The Olympic Flowers Represent Women’s Activism


When I first saw the bouquets for the Vancouver Olympics, I must be honest and say that I thought that they were quite ugly.  To me they looked like we had just decided to gift wrap a bunch of weeds.  After spending all of this money on the Olympics, the choice of flowers simply did not make any sense.

It seems that the winning design was not selected for beauty (big surprise there).  It was selected in part due to the social message that these flowers send. The winning bid was placed by a florist shop called Just Beginnings. June Standberg the owner teaches floral design to women that are leaving prison, escaping domestic violence and recovering from addiction.  These are women that society has long since thrown away and her program allows them the chance to gain an employable skill will building their self esteem.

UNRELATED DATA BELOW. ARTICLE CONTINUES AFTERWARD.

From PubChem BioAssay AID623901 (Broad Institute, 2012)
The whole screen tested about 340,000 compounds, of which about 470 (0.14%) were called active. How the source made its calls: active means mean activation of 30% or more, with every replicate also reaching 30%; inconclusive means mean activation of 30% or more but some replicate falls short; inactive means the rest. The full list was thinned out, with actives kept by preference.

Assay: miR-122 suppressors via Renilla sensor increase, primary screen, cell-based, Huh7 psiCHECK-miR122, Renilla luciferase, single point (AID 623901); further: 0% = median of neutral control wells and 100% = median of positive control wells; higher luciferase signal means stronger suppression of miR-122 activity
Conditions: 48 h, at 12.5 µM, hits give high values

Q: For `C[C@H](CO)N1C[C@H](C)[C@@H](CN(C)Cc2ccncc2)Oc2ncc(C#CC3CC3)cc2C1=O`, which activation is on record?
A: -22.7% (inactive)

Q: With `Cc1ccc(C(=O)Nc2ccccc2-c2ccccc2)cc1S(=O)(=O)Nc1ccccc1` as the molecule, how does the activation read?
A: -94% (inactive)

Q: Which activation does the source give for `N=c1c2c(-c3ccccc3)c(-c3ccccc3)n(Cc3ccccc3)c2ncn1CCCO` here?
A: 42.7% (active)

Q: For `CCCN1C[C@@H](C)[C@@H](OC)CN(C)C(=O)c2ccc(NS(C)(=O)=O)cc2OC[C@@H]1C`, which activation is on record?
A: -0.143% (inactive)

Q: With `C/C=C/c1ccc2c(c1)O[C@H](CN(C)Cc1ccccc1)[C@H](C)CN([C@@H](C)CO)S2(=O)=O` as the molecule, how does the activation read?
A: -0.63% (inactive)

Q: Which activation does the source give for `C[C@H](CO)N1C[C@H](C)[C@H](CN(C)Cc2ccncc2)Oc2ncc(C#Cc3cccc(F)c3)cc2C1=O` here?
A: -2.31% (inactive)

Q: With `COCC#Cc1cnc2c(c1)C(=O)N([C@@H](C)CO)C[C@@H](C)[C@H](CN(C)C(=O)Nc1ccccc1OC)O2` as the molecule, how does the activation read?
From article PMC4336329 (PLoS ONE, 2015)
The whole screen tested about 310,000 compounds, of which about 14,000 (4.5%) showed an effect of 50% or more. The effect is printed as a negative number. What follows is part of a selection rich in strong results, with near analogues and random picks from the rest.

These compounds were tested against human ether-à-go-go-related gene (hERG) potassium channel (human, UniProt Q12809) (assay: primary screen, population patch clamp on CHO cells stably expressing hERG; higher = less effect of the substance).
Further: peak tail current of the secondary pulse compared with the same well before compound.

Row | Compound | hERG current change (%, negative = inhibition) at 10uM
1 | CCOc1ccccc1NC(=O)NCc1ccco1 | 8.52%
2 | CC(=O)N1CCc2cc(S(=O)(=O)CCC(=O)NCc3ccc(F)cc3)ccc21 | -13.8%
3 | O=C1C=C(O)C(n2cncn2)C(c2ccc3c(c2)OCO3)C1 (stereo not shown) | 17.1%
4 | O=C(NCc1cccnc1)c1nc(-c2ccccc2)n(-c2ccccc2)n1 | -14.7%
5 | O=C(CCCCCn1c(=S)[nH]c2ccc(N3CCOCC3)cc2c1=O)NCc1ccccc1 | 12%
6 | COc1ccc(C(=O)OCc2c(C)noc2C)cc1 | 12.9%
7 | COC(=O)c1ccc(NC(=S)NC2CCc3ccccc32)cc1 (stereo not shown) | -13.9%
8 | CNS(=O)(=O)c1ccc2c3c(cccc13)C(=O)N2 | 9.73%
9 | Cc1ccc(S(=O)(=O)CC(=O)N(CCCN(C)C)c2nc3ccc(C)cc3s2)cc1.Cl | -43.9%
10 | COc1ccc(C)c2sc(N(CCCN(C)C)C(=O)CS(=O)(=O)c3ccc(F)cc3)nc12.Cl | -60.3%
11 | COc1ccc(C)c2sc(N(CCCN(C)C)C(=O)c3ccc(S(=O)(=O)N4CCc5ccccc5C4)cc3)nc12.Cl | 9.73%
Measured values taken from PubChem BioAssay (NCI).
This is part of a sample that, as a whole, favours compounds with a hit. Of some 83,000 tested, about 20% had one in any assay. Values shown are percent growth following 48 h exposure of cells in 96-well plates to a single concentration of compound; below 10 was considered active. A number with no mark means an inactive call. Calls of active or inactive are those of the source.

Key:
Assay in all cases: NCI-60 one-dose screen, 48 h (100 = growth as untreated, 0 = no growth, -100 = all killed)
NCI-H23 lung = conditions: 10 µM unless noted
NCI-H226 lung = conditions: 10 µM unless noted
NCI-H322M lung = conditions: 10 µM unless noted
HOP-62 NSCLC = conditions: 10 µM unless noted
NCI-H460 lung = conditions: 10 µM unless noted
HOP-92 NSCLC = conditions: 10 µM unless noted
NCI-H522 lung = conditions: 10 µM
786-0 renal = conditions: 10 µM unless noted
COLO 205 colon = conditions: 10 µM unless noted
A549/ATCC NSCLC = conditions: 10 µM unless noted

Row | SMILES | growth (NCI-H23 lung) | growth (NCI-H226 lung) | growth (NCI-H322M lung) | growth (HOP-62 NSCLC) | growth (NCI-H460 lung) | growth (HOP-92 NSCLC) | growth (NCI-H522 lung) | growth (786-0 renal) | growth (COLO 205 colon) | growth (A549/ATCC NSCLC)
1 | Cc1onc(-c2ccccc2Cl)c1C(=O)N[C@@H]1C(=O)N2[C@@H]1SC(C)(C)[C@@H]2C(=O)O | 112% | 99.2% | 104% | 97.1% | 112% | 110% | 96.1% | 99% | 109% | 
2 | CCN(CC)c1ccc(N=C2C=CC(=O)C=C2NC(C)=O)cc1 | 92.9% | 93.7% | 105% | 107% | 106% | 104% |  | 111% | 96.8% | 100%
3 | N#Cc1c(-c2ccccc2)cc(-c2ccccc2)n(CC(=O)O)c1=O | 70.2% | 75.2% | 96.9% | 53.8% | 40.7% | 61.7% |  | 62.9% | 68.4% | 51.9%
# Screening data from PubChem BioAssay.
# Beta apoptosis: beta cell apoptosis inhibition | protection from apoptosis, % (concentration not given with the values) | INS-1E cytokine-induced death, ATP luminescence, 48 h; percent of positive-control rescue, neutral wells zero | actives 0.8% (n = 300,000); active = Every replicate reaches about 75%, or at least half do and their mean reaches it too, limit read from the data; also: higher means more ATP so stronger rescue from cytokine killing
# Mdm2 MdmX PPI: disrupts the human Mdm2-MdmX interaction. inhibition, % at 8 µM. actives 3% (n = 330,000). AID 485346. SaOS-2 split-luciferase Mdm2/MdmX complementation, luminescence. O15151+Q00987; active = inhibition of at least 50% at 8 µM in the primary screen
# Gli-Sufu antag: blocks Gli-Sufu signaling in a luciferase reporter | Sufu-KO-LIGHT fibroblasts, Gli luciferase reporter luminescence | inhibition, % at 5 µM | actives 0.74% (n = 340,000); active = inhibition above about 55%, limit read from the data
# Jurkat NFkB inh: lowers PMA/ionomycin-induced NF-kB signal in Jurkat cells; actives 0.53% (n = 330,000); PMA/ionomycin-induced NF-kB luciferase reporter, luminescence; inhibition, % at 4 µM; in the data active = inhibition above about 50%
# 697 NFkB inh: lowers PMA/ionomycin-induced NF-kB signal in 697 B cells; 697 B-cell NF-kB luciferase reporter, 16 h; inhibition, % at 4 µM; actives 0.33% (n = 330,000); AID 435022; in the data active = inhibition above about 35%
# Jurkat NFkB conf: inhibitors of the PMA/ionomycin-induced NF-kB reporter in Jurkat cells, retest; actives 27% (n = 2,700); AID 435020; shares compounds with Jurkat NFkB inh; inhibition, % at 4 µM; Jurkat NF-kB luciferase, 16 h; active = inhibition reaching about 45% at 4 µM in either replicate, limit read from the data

For more than a decade in Burnaby, the Beginnings program trained 160 women in floral design, with dozens of them sticking in the industry. Strandberg’s work earned her a YWCA Woman of Distinction award in 2003. Over the past few years, she nearly retired — but didn’t. Instead, she moved to Surrey and worked to open another shop to help more at-risk women learn the craft of floral design.

It’s not about what happened yesterday with these women, it’s about what road they’re on today, it really is. They have to be in the right space and aimed in the right direction. That’s how we help them,” says Strandberg

Each time we see a bouquet handed out, we can be sure in the knowledge that it has helped to empower a marginalized woman.  The Olympics are full of problematic images and messages; however, the bouquets teach us how much we all have the potential to make a difference in the lives of others.  No one is beyond hope, we simply have to care enough to try.

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